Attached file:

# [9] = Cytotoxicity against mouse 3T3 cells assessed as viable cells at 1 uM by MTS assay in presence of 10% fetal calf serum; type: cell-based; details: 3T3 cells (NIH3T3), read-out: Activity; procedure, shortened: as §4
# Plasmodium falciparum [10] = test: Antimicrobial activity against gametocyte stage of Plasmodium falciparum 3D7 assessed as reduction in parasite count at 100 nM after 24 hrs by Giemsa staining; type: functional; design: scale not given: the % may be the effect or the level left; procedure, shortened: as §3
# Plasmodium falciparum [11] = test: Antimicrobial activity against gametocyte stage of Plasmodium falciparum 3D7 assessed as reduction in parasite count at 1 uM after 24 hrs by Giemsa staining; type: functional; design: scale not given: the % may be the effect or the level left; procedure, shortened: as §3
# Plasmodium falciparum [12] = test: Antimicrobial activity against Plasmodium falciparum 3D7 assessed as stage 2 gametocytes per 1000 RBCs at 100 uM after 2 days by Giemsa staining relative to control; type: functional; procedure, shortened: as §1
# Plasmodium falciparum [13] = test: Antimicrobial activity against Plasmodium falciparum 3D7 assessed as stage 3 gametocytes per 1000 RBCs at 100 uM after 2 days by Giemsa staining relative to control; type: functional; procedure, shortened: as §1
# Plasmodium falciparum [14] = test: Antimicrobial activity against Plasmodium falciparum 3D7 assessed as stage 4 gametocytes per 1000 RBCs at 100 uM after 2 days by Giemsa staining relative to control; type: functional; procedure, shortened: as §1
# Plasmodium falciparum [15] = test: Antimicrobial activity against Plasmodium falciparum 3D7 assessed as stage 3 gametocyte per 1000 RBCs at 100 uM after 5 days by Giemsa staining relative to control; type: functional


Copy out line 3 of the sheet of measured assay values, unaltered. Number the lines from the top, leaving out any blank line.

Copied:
# Plasmodium falciparum [11] = test: Antimicrobial activity against gametocyte stage of Plasmodium falciparum 3D7 assessed as reduction in parasite count at 1 uM after 24 hrs by Giemsa staining; type: functional; design: scale not given: the % may be the effect or the level left; procedure, shortened: as §3